Laura lacks any safe harbor. A scene with her football player boyfriend Bobby underscores the sense that the pair are only using each other: they fight until Bobby reminds Laura that he supplies the cocaine, then she turns on the charm. There’s a perfect moment near the start of the film where Bobby lays a kiss on the trophy case at the high school, where they keep Laura’s homecoming queen photo – it’s really her image that he loves. Meanwhile, Laura’s few relationships that aren’t exploitative splinter under the pressure of secrets that feel too massive to share and too strange to be believed. There’s an image from the film that stays with me: Leland/BOB standing at the top of the stairs in front of the Palmer family house, waiting and watching while Laura speaks with her other, secret boyfriend, the softhearted James Hurley. Leland’s looming figure is a stark reminder that the evil at work here will render even Laura’s most benign relationships impossible. (In a similar moment, Laura’s best friend Donna asks her why she allows herself to get caught up in prostitution and drugs, and before Laura can answer, we see Leland walk into the frame.)
Lynch’s noir-tinged 1986 film Blue Velvet explores suburban decay from an outsider’s perspective. In it, clean-cut Jeffrey Beaumont (Twin Peaks protagonist, Kyle MacLachlan) finds an ear in an open field and, too curious to look away, ventures into the world of blackmail, rape, and murder that’s been hiding beneath the wholesome surface of his small hometown. But Jeffrey can choose to come back to the surface, to the virtuous girl and loving family who are happy to have him. His home is a place of refuge. By contrast, Fire Walk with Me is a film where home is hell. It makes sense that some viewers, drawn to Twin Peaks by its loopy imagery and sly sense of humor, will want to look away from the horrors inherent in Laura’s story. Like Jeffrey in Blue Velvet, they grow weary of the mystery that once intrigued them because the answers that they find are too bleak.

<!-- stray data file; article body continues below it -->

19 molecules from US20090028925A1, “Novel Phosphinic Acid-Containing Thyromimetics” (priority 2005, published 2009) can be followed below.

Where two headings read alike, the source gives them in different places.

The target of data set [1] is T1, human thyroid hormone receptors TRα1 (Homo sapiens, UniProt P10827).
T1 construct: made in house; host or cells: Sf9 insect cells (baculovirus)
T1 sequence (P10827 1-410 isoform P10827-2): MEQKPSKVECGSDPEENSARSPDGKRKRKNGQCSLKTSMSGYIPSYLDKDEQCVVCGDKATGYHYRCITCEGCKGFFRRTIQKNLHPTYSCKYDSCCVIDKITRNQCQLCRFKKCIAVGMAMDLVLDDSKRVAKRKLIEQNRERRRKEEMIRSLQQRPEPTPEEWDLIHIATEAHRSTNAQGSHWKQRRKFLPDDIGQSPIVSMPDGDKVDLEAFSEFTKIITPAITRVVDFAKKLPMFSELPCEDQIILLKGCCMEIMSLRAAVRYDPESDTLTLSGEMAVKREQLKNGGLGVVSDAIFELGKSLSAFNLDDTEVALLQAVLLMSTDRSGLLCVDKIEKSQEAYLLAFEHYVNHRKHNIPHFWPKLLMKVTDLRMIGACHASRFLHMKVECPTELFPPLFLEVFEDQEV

Nevertheless, I’ve come to feel that Twin Peaks would be missing something powerful if this film wasn’t part of the overall equation. The series, and the media hype that surrounded it in the early ‘90s, was at times guilty of fetishizing Laura, the pretty dead girl, and leering over the details of her lurid secret life. In August 1990, Sheryl Lee appeared on the cover of Esquire magazine expertly styled and wrapped in plastic. (The cover blurb read: “A little stiff at parties, but then, so are we!”) In the series pilot, with Agent Cooper as our surrogate, the audience is encouraged to break into Laura Palmer’s locked diary and crack open the Flesh World magazine that turns up in her safety deposit box. The fragments of clues revealed in the ensuing episodes encourage us to dream up all sorts of theories about Laura, to make breezy water cooler chat about her drug addictions and sex life. The film reminds us how grotesque the show’s vaunted secrets really are. The open-mouthed, dirtied corpse of murder victim Teresa Banks in Fire Walk with Me is not the stuff of Esquire covers, and the vivid boredom that plays across her face as she lies in bed with Leland in a flashback suggests that the underworld that both she and Laura inhabit is, for all its danger, pretty stultifying. Though rife with dreamlike imagery, Fire Walk with Me gives us a necessary reality check. It’s a gutsy and entirely unique film that gives Laura Palmer depth and life.